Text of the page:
Column: Koala go bye bye


The koala could be extinct in as few as 15 years.

I am beyond sad at the moment.

Picture the koala bear. It is, by far, one of the cuddliest creatures Mother Nature has to offer with those big Dumbo ears and that cute Hamptons upturned nose and those Freddy Krueger claws.

I just want to rush up to one and hug it.

But now I may never get that chance unless I manage to end up in Australia in the next 15 years, with the chances of that happening severely dampened by the fact it’s no longer a penal colony.

This dire “koala go bye bye” warning comes from the Australian Koala Foundation, an organization devoted to saving, you guessed it, the Olsen twins. The Koala Foundation claims that due to habitat loss, the cutesy-wutesy koalas may soon fade into oblivion.

But at the moment, a surprisingly robust number of the furry mammals are still alive and kicking, or climbing trees, or watching “New York Minute”, or whatever it is koalas do. About 100,000 koalas still inhabit Australia, a number great enough that I can’t count to it in one sitting.

But those numbers are dwindling quickly according to the AKF, and they will dwindle even faster as the koala loses more and more of its natural habitat.

The AKF says 80 percent of the koala land has already been destroyed and that the remaining 20 percent is not protected by anybody, which means there is nothing to prevent the Jeffersons and the Bunkers from moving in.

Another point the AKF loves to, well, point out is that 4,000 koalas are killed by cars and dogs each year. This is boldly printed on their Web site in a number of places. So, 4 out of every 100 koalas die each year because either a car ate it or a dog ran over it.

I’m just waiting for someone to walk up up to an AKF member and say, “Maybe the dingo ate your koala.”

Another one of the problems AKF says is affecting koalas is inbreeding. To which I reply, Queen Elizabeth I was the result of inbreeding and she didn’t turn out so bad.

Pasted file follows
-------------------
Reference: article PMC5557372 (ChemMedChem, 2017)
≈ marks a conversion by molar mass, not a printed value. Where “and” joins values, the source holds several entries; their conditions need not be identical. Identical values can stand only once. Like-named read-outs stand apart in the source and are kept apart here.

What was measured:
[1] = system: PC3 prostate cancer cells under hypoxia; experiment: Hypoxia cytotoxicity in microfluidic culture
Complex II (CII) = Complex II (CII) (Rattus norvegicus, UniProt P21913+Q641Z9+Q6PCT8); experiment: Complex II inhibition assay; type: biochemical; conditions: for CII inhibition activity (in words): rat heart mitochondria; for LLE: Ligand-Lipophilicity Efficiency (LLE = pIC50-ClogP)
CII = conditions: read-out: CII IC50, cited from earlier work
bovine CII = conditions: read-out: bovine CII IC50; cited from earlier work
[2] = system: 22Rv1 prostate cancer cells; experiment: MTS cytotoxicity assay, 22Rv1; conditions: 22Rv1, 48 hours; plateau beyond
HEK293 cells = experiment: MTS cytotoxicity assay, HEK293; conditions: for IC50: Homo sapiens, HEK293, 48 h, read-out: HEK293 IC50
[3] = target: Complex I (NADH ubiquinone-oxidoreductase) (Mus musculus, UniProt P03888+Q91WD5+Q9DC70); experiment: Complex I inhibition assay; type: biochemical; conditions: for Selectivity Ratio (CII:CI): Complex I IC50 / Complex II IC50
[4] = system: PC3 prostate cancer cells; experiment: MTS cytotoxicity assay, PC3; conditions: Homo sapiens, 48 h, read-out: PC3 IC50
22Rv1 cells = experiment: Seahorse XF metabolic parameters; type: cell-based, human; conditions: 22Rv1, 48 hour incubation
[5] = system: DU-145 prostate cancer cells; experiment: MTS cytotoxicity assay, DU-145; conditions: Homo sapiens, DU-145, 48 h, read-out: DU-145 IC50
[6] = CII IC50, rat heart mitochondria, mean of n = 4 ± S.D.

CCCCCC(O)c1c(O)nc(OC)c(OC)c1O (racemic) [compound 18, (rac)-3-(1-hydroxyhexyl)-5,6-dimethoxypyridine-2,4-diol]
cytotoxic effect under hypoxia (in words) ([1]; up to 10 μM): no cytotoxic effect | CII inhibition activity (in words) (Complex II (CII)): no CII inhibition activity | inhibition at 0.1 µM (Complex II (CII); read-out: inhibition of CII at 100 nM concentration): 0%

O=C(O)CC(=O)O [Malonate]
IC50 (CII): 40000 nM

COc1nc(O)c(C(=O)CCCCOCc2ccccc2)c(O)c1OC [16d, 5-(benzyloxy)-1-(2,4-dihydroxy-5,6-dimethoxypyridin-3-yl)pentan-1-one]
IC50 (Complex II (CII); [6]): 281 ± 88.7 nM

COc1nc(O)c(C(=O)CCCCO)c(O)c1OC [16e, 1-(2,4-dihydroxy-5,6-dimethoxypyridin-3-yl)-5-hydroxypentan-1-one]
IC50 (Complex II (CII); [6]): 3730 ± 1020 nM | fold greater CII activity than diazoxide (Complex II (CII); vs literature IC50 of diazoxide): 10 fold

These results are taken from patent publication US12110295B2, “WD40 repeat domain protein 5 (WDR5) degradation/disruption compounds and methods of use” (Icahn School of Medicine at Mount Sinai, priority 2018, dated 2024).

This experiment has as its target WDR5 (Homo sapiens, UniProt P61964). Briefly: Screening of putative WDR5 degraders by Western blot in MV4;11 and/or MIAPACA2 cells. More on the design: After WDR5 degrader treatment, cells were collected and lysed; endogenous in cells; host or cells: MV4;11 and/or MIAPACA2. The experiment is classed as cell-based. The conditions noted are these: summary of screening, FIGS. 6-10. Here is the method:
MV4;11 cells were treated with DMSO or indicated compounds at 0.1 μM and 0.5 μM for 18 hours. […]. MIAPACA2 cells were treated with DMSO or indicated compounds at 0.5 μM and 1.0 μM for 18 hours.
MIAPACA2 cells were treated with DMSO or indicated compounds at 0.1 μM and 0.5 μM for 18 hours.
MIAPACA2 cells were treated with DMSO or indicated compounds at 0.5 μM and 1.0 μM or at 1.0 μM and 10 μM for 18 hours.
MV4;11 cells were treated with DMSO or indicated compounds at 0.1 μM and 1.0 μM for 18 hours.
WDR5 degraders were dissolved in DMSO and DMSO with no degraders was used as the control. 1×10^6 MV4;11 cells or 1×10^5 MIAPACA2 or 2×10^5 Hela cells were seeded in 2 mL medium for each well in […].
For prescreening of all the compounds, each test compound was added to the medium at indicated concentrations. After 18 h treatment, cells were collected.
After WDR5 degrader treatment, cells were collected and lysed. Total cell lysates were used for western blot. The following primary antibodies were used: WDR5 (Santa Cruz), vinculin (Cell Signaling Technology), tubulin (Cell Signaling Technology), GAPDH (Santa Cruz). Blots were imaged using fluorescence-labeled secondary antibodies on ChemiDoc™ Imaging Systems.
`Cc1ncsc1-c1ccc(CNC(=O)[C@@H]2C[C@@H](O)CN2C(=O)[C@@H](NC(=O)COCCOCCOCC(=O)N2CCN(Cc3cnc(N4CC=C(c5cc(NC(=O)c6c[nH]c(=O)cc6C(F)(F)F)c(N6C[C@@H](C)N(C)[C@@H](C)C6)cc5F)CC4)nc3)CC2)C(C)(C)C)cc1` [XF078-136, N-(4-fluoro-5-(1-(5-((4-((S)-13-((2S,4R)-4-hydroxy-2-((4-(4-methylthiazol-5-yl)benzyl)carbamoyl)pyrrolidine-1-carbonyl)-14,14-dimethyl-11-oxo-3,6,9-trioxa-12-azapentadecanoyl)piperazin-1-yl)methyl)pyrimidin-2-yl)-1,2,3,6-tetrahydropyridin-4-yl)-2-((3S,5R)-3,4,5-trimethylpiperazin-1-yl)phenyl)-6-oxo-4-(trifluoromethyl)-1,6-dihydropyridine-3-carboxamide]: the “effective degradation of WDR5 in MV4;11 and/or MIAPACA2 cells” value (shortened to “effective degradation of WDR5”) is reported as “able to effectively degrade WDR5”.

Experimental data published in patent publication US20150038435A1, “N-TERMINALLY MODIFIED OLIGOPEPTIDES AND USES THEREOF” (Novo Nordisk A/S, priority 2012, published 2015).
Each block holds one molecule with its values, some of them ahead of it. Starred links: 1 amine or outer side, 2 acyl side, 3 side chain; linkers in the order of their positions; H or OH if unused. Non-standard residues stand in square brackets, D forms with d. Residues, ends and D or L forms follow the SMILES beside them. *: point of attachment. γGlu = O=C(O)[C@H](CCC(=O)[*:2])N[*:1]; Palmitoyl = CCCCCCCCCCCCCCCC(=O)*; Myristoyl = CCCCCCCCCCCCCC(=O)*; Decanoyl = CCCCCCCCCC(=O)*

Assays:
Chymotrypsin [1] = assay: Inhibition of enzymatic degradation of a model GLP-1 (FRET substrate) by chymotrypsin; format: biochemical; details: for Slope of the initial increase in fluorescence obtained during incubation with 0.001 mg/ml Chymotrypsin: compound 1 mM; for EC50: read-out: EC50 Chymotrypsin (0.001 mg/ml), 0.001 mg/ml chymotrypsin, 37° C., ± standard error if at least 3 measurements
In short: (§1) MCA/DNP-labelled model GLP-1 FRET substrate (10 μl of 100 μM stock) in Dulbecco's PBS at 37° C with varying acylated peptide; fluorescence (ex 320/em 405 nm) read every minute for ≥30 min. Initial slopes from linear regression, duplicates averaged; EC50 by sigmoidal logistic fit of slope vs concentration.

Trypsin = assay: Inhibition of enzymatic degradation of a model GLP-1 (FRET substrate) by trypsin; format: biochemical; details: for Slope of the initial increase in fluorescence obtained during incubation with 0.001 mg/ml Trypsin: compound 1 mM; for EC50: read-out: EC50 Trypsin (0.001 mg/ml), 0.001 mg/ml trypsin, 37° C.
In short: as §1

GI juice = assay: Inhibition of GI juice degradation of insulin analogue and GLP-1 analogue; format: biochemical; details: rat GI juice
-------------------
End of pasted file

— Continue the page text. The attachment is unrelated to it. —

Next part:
Also, the koala bear is not a bear at all. It is a marsupial. Which means it keeps one of the Olsen twins in its pouch. Though I’m not sure what this has to do with extinction.

The AKF maintains that legislation needs to be enacted to protect the koala’s bungalows. The koala is already a protected animal, but the eucalyptus trees that keep it alive are not. The koala is notoriously picky. It won’t eat peanut butter and jelly sandwiches. It won’t eat corn on the cob. No, the only food suitable for the koala is eucalyptus.

I can feel sorry for the koala here. When I was young, I hated to eat peas. I hated peas with a passion. I would not eat them.

But if it came down to a choice between peas and death, well then give me peas. Any animal that would choose starvation over peanut butter and jelly is no friend of mine.

Of course, it’s not the koala’s fault it can’t handle any other food rather than eucalyptus. How would you like it if the only thing your body could digest was a leaf? That’s like somebody going on the Atkins diet without reading anything about it.

Maybe the only reason we want to save an animal that is 100,000 strong is because it’s so gosh darn cute. What does this say about us? What does this say about our culture? And does anybody know how I can get to Australia so I can hug a koala before they are all gone.

For more information, go to http://www.savethekoala.com.

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